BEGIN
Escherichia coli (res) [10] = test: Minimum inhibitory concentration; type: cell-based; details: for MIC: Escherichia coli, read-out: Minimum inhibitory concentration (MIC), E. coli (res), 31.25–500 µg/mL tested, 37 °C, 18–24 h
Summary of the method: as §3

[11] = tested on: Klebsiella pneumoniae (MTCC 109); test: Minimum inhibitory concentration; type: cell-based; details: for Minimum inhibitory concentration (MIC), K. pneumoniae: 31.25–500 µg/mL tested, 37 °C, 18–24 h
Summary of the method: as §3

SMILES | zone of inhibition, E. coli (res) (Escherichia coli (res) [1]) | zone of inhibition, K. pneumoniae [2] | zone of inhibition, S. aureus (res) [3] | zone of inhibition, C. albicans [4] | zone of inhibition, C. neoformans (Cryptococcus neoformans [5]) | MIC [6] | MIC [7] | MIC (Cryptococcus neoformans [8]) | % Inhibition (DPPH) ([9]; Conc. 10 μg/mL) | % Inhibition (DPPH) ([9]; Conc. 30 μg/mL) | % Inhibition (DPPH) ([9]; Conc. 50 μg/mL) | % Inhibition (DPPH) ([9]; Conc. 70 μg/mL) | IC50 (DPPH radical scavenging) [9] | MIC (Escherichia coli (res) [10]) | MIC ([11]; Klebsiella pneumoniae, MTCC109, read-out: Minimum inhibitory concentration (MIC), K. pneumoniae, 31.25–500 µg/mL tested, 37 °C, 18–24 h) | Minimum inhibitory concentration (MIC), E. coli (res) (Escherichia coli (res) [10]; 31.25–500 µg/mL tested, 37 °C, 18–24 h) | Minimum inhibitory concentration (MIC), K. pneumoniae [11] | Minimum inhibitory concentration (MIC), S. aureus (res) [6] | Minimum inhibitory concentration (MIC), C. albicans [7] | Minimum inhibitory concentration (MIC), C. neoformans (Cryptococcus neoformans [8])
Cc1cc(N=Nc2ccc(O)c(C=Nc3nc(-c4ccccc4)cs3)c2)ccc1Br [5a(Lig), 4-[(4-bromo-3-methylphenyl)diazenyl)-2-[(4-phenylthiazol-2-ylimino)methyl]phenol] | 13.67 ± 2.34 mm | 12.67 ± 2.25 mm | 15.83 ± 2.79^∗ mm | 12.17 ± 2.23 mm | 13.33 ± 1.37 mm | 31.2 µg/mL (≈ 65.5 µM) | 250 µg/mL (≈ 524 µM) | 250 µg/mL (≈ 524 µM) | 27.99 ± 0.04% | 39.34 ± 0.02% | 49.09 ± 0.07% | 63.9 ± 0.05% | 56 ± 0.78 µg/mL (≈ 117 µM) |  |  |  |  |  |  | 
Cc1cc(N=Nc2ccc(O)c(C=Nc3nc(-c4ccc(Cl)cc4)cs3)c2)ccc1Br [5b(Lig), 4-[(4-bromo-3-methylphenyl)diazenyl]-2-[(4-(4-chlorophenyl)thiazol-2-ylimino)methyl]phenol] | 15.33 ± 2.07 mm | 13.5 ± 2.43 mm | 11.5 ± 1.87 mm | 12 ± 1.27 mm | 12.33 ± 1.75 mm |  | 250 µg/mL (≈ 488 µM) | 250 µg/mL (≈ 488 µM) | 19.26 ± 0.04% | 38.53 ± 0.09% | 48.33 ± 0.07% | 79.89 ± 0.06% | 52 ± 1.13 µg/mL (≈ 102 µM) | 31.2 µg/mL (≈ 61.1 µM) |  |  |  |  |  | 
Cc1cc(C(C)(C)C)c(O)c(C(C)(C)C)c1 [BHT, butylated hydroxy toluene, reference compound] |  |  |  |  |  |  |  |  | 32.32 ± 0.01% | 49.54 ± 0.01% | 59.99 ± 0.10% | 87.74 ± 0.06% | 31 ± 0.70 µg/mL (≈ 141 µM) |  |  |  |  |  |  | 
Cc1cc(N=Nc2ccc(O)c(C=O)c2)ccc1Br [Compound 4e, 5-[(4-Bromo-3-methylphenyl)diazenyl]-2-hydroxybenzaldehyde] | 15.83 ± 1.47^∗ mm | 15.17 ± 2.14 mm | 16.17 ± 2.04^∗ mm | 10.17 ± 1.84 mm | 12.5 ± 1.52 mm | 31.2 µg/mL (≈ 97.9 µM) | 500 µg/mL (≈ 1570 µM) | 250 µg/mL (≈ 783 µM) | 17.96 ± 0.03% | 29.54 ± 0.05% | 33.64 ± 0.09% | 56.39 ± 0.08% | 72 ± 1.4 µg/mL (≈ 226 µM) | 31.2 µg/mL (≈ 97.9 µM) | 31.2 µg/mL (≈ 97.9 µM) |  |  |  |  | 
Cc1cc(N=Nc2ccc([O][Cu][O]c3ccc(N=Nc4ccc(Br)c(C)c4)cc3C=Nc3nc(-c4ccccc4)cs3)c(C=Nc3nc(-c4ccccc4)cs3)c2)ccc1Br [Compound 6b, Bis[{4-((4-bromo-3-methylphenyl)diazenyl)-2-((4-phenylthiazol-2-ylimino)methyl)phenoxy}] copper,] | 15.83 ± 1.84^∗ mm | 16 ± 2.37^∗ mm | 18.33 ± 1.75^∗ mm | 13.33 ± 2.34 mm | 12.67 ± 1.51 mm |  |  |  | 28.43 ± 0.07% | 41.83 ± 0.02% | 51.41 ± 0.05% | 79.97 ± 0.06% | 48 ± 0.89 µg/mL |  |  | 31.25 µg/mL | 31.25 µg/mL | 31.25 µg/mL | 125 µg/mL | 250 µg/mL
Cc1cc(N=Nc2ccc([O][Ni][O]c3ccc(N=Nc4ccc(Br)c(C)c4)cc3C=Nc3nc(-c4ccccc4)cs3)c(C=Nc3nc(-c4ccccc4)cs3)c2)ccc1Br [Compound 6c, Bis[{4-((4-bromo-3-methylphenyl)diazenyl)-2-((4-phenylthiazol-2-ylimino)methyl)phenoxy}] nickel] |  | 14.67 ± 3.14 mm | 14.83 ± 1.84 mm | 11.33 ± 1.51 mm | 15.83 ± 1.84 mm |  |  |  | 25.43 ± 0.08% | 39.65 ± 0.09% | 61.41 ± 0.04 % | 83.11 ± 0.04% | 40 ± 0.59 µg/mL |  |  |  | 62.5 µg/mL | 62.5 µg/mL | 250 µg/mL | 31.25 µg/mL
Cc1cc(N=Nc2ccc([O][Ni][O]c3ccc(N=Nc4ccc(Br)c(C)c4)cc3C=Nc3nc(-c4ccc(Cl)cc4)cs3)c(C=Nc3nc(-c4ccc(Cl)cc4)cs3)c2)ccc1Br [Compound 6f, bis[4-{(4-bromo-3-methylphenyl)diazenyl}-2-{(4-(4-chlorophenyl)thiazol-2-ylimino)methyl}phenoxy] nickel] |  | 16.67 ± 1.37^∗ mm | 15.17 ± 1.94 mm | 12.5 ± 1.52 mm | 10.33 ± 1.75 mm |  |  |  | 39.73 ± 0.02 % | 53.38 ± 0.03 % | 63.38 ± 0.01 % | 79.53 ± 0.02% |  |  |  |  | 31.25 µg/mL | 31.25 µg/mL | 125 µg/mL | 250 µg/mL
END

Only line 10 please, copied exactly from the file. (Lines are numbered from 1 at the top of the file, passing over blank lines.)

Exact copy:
Cc1cc(N=Nc2ccc([O][Cu][O]c3ccc(N=Nc4ccc(Br)c(C)c4)cc3C=Nc3nc(-c4ccccc4)cs3)c(C=Nc3nc(-c4ccccc4)cs3)c2)ccc1Br [Compound 6b, Bis[{4-((4-bromo-3-methylphenyl)diazenyl)-2-((4-phenylthiazol-2-ylimino)methyl)phenoxy}] copper,] | 15.83 ± 1.84^∗ mm | 16 ± 2.37^∗ mm | 18.33 ± 1.75^∗ mm | 13.33 ± 2.34 mm | 12.67 ± 1.51 mm |  |  |  | 28.43 ± 0.07% | 41.83 ± 0.02% | 51.41 ± 0.05% | 79.97 ± 0.06% | 48 ± 0.89 µg/mL |  |  | 31.25 µg/mL | 31.25 µg/mL | 31.25 µg/mL | 125 µg/mL | 250 µg/mL